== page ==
Teachers talk all the time, they have a voice. If they were invited to express themselves on the future of education or the future of their unions and if we, the leaders of our unions are willing to listen to them we can create and propagate an agenda which, if not listened to by outside bodies, will incur our wrath. Only when we have a counter argument to remove every bolder they throw in the road will we know our own strength.
The challenge unions face, not just teacher unions I might add, is to carve out a discussion in which members, all members, not just the most involved, the most informed, or the most willing, will be encouraged to take part. This requires a serious internal dialogue. Only then, when we know what they think and want can we turn outward with our clearest message.
Without developing a means of dialogue with those who oppose our view, we cannot get to a position where our might can be exercised, for as long as we refuse to understand them or refuse to allow them to understand us, we cannot be confident that our ideas are worth standing over.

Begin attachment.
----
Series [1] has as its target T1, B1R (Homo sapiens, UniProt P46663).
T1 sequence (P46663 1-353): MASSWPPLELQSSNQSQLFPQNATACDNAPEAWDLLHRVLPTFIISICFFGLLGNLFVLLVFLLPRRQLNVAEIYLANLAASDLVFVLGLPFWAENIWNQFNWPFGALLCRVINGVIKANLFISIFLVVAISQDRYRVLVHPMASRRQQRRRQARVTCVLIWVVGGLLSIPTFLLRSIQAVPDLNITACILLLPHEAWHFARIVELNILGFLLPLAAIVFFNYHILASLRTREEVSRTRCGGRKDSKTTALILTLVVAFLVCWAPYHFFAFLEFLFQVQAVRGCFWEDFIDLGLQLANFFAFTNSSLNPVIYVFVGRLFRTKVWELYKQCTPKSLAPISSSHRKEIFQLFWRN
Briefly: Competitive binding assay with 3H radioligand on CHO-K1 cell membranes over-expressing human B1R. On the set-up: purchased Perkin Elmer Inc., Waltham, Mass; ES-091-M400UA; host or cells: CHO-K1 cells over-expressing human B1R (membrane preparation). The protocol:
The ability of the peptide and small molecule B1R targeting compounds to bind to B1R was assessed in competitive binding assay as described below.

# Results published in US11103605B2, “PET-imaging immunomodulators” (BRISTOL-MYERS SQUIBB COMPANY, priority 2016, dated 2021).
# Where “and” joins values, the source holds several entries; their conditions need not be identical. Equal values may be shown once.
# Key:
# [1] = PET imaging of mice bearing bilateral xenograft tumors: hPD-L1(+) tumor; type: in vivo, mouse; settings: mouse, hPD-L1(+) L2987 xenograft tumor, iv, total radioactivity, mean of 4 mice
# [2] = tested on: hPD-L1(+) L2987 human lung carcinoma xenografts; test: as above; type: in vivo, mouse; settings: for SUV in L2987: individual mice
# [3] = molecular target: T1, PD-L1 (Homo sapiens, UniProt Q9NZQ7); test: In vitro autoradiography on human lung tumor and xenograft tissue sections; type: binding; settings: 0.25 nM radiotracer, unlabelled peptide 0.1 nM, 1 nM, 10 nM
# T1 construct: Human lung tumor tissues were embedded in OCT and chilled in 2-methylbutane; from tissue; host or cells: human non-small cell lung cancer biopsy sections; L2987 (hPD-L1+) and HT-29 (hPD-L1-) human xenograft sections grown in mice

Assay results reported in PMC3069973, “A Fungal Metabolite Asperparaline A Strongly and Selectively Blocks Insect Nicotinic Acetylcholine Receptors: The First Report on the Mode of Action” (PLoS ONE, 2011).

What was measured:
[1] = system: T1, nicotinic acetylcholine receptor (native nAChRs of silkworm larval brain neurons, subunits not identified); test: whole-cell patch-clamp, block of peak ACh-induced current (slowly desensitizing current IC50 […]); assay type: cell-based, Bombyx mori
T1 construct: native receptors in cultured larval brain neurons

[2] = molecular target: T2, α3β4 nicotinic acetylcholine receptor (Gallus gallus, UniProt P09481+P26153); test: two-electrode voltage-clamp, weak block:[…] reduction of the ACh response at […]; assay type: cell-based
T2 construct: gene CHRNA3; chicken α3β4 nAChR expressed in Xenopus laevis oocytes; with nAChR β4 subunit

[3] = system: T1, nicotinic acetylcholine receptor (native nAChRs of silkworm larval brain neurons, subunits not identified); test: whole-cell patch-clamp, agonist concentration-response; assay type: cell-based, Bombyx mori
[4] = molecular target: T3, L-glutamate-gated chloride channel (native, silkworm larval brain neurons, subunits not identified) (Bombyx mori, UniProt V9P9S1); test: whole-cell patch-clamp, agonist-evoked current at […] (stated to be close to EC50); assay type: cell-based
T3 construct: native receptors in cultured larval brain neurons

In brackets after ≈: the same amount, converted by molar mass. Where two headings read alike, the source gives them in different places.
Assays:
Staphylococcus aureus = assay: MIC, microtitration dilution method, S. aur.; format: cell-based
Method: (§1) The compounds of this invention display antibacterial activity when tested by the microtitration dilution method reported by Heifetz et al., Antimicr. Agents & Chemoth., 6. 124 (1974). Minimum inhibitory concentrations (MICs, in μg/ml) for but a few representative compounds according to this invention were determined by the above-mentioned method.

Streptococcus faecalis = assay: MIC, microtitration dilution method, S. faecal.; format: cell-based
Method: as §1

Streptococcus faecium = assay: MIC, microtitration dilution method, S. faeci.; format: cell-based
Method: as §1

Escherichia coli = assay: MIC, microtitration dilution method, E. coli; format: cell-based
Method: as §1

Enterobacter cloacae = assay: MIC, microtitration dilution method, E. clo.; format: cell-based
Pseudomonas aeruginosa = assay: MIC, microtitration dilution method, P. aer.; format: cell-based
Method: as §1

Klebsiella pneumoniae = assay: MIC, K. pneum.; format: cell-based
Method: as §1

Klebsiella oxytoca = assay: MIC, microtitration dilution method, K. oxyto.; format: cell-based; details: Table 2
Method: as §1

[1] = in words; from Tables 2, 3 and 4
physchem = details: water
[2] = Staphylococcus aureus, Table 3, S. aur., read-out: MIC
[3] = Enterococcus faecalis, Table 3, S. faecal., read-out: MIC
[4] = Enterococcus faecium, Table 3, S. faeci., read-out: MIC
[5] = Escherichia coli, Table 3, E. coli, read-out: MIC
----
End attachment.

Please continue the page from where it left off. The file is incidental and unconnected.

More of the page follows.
If I could finish with a wish for our future as teacher trade unionists it would be to create a movement which can look outward to other educational bodies with the expertise and knowledge we possess inside our profession now. Only through dialogue will we be confident that our message, our clear message, is being communicated to those who need to hear it.
There are, I suggest, meaningful ways of not merely “communicating Education”, but of communicating as Educators.